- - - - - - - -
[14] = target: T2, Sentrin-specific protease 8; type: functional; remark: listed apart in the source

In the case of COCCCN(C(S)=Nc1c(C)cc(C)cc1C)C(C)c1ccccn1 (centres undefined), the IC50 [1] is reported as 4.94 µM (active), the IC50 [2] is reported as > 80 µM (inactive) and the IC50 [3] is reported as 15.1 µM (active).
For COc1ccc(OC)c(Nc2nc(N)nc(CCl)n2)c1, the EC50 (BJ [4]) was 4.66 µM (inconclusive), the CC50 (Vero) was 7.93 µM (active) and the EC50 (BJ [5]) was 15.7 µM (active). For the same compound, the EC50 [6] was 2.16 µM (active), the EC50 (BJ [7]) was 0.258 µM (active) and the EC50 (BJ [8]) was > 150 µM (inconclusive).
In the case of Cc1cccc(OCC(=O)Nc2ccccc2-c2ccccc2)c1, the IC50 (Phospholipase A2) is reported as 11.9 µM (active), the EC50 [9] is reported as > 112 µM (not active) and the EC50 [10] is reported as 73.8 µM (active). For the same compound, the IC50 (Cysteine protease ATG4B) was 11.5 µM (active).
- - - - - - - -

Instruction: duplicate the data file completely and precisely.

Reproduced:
[14] = target: T2, Sentrin-specific protease 8; type: functional; remark: listed apart in the source

In the case of COCCCN(C(S)=Nc1c(C)cc(C)cc1C)C(C)c1ccccn1 (centres undefined), the IC50 [1] is reported as 4.94 µM (active), the IC50 [2] is reported as > 80 µM (inactive) and the IC50 [3] is reported as 15.1 µM (active).
For COc1ccc(OC)c(Nc2nc(N)nc(CCl)n2)c1, the EC50 (BJ [4]) was 4.66 µM (inconclusive), the CC50 (Vero) was 7.93 µM (active) and the EC50 (BJ [5]) was 15.7 µM (active). For the same compound, the EC50 [6] was 2.16 µM (active), the EC50 (BJ [7]) was 0.258 µM (active) and the EC50 (BJ [8]) was > 150 µM (inconclusive).
In the case of Cc1cccc(OCC(=O)Nc2ccccc2-c2ccccc2)c1, the IC50 (Phospholipase A2) is reported as 11.9 µM (active), the EC50 [9] is reported as > 112 µM (not active) and the EC50 [10] is reported as 73.8 µM (active). For the same compound, the IC50 (Cysteine protease ATG4B) was 11.5 µM (active).